Every time I fall into my cosy, warm bed, I remember how lucky I am to be so comfortable.
There are so many people in the world who have lost the place they called home. Whose beds are buried beneath the rubble of earthquake or storm-smashed buildings. Or worse, in bombed out ruins. Man’s inhumanity to man knows no bounds.
Closer to home, even in “Godzone” there are people living in cars, crammed into sheds or on the street.
There but for the grace of God…
So every night I pause to think, and thank God for my lovely bed.
When I say “I go for a walk every morning,” I’m positive the picture that pops into your mind, is not the reality that is my daily walk.
This is the best way to begin my day. Body and brain, heart and mind — all are refreshed and kick-started into action. It’s the fitness routine that I simply can’t do without
Such a beautiful route
Every day is different as I start walking up the grassy paddock that constitutes my backyard. In December the light will already be well advanced, but now that it’s nearer February, the 6 a.m. daylight is pale. Sunrise over the mountains is still more than an hour away. The dawn chorus is over by now, but the ducklings in their pen by the pond can be heard cheeping long before I see them. They know I’m bringing food and fresh water. The older ducks waddle up, ever-hopeful, but they’re always disappointed. Terry will feed them this evening.
Past the duck pond and into the second paddock. This one is steeper, leading up to the hills which form the rugged boundary of our farm. Once upon a time, I toiled up this hill, but now I speed up to get my heart-rate going. This familiar walk is no longer the challenge it once was. At the top, I’m relieved to see water cascading out of the water tank. The overflow means that all is well with the farm water supply.
Up I go
Climbing through the wire fence, there are many possible routes to take, but my favourite at the moment is scrambling up the creek. This is the lovely spring that feeds our house and much of the farm. Sometimes it’s a torrent that I wouldn’t go near, but today it’s a trickle. We are so close to drought — but so far this little spring has not let us down.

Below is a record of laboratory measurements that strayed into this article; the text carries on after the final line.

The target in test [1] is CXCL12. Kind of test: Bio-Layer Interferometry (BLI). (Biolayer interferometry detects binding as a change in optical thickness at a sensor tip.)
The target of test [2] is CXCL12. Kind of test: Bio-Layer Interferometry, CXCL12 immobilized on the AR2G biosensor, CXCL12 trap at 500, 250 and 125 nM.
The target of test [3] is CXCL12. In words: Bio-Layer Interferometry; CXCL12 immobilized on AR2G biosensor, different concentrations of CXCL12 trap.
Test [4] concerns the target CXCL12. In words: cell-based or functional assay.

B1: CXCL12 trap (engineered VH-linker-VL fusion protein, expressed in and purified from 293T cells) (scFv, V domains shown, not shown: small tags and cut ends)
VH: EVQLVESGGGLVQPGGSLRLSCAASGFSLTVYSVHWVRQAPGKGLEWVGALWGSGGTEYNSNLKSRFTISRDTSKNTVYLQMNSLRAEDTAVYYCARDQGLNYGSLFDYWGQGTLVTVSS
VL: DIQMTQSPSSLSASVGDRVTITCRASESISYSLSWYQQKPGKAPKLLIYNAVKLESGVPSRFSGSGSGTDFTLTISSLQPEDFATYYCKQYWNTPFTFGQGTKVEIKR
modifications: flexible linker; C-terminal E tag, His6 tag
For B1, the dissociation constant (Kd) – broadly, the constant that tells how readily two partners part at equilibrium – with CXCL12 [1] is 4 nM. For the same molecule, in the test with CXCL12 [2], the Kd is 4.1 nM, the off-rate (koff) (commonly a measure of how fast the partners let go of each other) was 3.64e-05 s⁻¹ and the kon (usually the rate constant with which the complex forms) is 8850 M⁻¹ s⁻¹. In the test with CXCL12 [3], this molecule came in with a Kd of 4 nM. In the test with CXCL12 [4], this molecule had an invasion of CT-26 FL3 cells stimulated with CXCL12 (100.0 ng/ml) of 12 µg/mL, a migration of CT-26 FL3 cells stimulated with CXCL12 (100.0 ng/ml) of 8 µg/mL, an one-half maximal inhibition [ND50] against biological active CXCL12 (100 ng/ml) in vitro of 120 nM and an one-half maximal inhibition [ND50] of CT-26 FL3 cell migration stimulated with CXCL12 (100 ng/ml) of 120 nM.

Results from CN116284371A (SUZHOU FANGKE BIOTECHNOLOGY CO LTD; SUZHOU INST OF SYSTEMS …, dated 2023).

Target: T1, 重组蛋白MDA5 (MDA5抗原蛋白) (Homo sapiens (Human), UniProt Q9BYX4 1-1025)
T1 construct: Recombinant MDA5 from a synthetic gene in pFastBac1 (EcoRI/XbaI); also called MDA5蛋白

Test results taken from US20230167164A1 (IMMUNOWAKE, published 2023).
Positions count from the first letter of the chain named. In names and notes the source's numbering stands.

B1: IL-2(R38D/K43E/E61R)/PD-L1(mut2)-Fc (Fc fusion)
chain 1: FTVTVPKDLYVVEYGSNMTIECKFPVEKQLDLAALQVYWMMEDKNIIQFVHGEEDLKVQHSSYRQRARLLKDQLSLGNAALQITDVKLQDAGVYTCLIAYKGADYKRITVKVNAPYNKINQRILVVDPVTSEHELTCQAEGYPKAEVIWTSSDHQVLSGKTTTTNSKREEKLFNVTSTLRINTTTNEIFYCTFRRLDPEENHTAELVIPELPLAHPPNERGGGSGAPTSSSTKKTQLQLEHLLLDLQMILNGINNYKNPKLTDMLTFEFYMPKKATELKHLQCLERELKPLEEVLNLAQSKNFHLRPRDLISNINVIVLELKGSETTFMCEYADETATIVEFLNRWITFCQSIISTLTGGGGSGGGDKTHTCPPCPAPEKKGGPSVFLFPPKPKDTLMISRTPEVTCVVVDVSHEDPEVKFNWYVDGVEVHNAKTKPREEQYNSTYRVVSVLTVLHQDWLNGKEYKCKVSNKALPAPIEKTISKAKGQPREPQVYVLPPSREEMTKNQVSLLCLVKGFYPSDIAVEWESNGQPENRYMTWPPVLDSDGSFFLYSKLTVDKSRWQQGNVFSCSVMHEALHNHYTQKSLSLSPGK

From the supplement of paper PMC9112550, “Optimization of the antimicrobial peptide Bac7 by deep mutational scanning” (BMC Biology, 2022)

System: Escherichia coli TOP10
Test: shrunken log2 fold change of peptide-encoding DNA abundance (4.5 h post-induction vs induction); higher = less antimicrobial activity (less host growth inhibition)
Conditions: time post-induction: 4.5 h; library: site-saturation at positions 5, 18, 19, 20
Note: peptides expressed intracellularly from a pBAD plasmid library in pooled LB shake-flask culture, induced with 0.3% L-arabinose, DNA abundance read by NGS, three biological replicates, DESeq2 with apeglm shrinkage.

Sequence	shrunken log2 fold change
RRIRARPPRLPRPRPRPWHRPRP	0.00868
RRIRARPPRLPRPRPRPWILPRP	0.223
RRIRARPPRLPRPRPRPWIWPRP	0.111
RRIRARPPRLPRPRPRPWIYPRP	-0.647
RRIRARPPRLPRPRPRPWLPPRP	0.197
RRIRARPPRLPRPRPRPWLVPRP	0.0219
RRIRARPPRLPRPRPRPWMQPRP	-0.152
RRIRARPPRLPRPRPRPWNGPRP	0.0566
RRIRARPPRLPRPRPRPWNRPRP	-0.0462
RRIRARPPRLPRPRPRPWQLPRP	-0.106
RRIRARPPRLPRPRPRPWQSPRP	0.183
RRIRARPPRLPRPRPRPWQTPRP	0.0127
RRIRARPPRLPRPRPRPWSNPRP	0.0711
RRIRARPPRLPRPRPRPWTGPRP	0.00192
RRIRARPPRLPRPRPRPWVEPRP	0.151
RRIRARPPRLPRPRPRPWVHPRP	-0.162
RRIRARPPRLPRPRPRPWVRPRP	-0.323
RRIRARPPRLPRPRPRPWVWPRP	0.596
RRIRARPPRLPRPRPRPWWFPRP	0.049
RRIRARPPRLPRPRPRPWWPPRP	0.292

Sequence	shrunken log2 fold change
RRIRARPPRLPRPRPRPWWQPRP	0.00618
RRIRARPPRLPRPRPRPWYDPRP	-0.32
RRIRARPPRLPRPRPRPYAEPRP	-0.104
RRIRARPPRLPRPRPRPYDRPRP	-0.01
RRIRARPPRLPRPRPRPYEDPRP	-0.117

Where the creek meets the water race I pause to gaze at the panorama spread out before me. It’s a familiar, ever-changing, spectacular view of the valley I call home.
The water race is filled in now — a winding path that takes me across the mountainside. But it was designed to be a deep ditch, full of rushing water, for use at the goldmine in the next-door Nokomai Valley. There’s no hint of this today. Now the path is filled with tussock and rocks. The cows and sheep have their own tracks meandering along, showing the easiest route to take through the dips and hollows of the seven little streams and marshes that cross the race.
The homeward walk is all downhill. It gives me time to reflect on the day to come and give thanks for the wonder that is my daily walk.
Do you have a favourite walk or an unmissable start to your day? Do, please, make a comment about it.
“Take as long as you want. Only have kids when you’re ready.”
Translation: THERE’S NO WAY I’M READY TO BE A GRANDMA!
Then along came Harvey.
The little miracle who undid all my fears and captured my heart from the moment I held his tiny, tiny body in my arms.
He was born 7 weeks early, and right from the start he proved he was a winner.
While other babies struggled along with oxygen and drip feeds, Harvey broke all the records for independence. He lapped up his mother’s milk. Tore out the drip feed line from his nose. Waved his arms and refused to be wrapped. Slept, fed, grew and came home after only 3 weeks in hospital.
Now he’s 6 months old. His solemn gaze when I first appear, and the gradual smile that spreads over his little face when he realises it’s Nan – they just melt my heart every time.
What a lucky little boy – to have such wonderful parents, learning and growing with him; To be a fighter and a winner; To have so many people who adore him.